Or we try to substitute ‘humility’ for ‘poor in spirit’ so that we can claim this promise for ourselves. We explain that the most well-educated, wealthy, successful people can relate to this verse just by being more humble. In this way the verse become a prescription for behavior. Be humble about your amazing life and you will find the kingdom of heaven.
Some choose to entirely throw out the Matthew text in favor of the Luke text, “Blessed are the poor”, to find blessing in their financial position. Jesus favors me because I haven’t been treated fairly. I haven’t received the opportunities that others have received. God bless me. I’ve worked my heart out for little success. Mine is the kingdom of heaven. Anything else is “No Fair.”
The trouble with any of these interpretations is that they all make the assumption that the verse applies to us. But Jesus is making a new path here. His message and his journey on earth proved that Jesus is considering the “other”. The neighbor. The outsiders. Any attempt to include ourselves on the inside of some “poor in spirit” club is missing the point. It’s not about the humble, the poor, or those who know they are poor.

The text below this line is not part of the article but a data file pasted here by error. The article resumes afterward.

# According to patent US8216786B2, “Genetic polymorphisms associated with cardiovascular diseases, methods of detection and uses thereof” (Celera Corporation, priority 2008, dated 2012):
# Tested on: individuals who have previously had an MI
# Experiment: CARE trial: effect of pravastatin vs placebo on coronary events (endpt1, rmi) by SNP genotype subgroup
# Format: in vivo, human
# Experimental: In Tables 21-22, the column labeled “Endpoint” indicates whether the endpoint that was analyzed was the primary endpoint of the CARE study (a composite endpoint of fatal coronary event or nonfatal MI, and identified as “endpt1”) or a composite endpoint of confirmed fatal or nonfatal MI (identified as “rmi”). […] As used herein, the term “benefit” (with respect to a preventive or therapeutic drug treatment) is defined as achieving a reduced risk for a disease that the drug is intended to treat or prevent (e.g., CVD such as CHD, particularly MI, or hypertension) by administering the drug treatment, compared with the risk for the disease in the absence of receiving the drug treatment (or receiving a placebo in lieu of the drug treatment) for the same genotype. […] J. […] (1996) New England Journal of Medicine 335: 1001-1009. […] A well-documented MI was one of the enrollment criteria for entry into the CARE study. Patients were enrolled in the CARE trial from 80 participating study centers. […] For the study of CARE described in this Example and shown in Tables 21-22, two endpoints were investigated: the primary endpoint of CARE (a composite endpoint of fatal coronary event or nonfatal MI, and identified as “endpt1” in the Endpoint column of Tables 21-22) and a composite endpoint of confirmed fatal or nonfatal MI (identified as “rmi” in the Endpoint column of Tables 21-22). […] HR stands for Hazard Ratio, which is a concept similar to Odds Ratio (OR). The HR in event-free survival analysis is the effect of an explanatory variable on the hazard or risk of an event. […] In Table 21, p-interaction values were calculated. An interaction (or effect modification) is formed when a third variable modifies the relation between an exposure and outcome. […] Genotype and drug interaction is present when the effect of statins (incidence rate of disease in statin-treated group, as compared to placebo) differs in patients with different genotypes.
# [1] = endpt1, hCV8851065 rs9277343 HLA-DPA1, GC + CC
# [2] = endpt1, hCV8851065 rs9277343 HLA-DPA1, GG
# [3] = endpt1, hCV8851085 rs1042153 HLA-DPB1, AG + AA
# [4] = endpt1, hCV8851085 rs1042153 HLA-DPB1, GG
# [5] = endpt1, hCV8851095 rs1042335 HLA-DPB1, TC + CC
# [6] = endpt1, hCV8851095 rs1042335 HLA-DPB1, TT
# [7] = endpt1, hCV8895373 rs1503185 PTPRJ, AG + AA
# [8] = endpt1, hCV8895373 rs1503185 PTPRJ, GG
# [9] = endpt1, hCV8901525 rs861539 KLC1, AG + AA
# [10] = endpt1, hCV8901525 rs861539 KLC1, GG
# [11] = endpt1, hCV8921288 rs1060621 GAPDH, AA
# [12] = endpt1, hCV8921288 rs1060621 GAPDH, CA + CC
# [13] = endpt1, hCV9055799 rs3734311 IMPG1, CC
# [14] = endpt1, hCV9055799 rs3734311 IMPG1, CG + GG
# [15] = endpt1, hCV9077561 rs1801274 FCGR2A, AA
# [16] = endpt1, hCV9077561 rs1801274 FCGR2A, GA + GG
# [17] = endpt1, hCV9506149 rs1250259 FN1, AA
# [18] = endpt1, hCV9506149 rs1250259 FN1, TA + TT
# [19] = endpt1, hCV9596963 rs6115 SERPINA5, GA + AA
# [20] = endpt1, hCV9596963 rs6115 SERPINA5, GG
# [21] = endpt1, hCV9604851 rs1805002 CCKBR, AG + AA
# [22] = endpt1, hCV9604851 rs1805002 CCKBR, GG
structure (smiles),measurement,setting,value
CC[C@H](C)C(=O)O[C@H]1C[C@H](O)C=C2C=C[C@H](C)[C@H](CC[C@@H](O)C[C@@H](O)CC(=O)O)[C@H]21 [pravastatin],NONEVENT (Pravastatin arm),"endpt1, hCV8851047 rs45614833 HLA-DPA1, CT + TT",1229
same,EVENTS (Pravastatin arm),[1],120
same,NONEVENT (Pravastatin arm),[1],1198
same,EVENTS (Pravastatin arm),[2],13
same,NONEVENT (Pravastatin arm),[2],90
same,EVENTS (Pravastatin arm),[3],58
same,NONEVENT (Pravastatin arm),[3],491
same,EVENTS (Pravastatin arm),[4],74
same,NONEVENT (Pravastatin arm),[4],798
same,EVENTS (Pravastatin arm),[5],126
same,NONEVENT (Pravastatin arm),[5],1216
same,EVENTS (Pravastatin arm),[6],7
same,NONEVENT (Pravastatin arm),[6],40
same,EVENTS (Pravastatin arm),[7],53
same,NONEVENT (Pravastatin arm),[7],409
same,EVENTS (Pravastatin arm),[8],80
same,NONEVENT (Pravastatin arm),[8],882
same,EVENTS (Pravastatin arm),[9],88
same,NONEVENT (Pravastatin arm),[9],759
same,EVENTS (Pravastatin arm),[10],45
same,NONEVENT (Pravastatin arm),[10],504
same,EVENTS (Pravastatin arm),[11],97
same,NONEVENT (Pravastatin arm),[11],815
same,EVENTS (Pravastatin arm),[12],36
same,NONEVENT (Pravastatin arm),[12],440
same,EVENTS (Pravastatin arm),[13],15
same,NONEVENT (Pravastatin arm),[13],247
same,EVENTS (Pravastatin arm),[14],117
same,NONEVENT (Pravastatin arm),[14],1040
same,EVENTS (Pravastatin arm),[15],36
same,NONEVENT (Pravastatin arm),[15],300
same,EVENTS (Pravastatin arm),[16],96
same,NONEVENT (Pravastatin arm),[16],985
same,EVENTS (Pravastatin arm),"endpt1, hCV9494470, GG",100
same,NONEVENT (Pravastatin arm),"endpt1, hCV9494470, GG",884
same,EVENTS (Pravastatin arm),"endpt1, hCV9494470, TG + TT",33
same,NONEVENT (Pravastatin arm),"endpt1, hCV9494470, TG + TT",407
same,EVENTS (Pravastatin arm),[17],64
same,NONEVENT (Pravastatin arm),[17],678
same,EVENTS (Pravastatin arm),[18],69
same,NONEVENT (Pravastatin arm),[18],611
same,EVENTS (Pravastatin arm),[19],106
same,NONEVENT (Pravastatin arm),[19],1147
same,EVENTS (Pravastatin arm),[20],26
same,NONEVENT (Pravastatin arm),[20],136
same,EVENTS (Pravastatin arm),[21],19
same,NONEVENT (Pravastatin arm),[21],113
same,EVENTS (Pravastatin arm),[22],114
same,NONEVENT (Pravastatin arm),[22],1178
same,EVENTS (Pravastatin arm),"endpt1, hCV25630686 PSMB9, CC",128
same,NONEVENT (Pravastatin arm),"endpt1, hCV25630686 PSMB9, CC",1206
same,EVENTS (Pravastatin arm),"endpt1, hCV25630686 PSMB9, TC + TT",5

It’s about everybody else.
A Drunk and the Kingdom of Heaven
A long, long time ago I went to Guatemala on a mission trip with my youth group. We used drama and dance and physical labor to show the love of Jesus to the people there. One night we performed our production in a park where families and teenagers and vagrants gathered to watch us in our shenanigans. After a few catchy numbers and heart-wrenching dramas, a friend of mine gave her testimony. Then we gave an invitation for people to come forward for prayer. A man came forward to my group for prayer and we quickly determined that he was drunk as a skunk. And it was my job to translate his mumblings.
I remember us all giving each other knowing glances. He’s not in his right mind. Does he even know what he is doing? Will he remember this in the morning? Boy, he is really drunk.